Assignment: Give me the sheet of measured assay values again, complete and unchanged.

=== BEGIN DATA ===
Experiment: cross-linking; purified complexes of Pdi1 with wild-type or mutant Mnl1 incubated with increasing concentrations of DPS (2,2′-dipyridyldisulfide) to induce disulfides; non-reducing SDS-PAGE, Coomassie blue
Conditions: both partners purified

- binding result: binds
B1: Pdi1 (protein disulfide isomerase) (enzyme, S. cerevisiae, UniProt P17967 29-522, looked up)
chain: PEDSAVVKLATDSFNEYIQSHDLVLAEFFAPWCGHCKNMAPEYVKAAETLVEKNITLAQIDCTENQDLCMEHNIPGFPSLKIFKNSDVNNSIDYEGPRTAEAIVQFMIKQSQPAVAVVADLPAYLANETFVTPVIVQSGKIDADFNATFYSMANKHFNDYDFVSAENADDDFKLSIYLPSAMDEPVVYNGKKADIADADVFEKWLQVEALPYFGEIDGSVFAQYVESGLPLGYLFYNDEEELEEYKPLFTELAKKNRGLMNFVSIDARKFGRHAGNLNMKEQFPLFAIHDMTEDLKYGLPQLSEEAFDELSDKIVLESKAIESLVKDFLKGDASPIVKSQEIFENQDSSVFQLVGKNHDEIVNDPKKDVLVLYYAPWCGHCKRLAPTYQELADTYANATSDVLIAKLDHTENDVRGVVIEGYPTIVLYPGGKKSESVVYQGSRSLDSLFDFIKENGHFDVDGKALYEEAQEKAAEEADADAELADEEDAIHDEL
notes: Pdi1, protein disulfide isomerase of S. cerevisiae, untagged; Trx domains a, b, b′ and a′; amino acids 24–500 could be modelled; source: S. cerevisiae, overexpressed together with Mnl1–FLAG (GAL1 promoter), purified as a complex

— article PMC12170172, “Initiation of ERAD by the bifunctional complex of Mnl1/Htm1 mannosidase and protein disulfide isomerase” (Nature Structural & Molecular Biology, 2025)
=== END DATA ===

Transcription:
Experiment: cross-linking; purified complexes of Pdi1 with wild-type or mutant Mnl1 incubated with increasing concentrations of DPS (2,2′-dipyridyldisulfide) to induce disulfides; non-reducing SDS-PAGE, Coomassie blue
Conditions: both partners purified

- binding result: binds
B1: Pdi1 (protein disulfide isomerase) (enzyme, S. cerevisiae, UniProt P17967 29-522, looked up)
chain: PEDSAVVKLATDSFNEYIQSHDLVLAEFFAPWCGHCKNMAPEYVKAAETLVEKNITLAQIDCTENQDLCMEHNIPGFPSLKIFKNSDVNNSIDYEGPRTAEAIVQFMIKQSQPAVAVVADLPAYLANETFVTPVIVQSGKIDADFNATFYSMANKHFNDYDFVSAENADDDFKLSIYLPSAMDEPVVYNGKKADIADADVFEKWLQVEALPYFGEIDGSVFAQYVESGLPLGYLFYNDEEELEEYKPLFTELAKKNRGLMNFVSIDARKFGRHAGNLNMKEQFPLFAIHDMTEDLKYGLPQLSEEAFDELSDKIVLESKAIESLVKDFLKGDASPIVKSQEIFENQDSSVFQLVGKNHDEIVNDPKKDVLVLYYAPWCGHCKRLAPTYQELADTYANATSDVLIAKLDHTENDVRGVVIEGYPTIVLYPGGKKSESVVYQGSRSLDSLFDFIKENGHFDVDGKALYEEAQEKAAEEADADAELADEEDAIHDEL
notes: Pdi1, protein disulfide isomerase of S. cerevisiae, untagged; Trx domains a, b, b′ and a′; amino acids 24–500 could be modelled; source: S. cerevisiae, overexpressed together with Mnl1–FLAG (GAL1 promoter), purified as a complex

— article PMC12170172, “Initiation of ERAD by the bifunctional complex of Mnl1/Htm1 mannosidase and protein disulfide isomerase” (Nature Structural & Molecular Biology, 2025)